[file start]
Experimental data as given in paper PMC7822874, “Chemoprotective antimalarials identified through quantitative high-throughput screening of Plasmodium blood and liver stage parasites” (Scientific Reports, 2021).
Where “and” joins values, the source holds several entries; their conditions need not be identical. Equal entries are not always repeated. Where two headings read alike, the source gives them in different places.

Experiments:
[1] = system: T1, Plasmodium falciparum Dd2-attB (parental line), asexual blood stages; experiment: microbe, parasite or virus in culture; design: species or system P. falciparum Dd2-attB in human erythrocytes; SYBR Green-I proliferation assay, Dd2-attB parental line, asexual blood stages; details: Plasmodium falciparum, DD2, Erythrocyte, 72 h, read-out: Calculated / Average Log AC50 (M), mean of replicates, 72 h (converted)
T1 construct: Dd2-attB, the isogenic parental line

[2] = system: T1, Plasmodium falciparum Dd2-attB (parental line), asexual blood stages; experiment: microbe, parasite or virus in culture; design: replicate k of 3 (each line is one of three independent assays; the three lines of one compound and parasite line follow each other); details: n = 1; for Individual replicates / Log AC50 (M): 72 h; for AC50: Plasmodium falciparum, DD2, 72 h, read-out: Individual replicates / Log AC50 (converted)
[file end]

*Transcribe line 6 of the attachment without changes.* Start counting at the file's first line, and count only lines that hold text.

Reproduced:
[2] = system: T1, Plasmodium falciparum Dd2-attB (parental line), asexual blood stages; experiment: microbe, parasite or virus in culture; design: replicate k of 3 (each line is one of three independent assays; the three lines of one compound and parasite line follow each other); details: n = 1; for Individual replicates / Log AC50 (M): 72 h; for AC50: Plasmodium falciparum, DD2, 72 h, read-out: Individual replicates / Log AC50 (converted)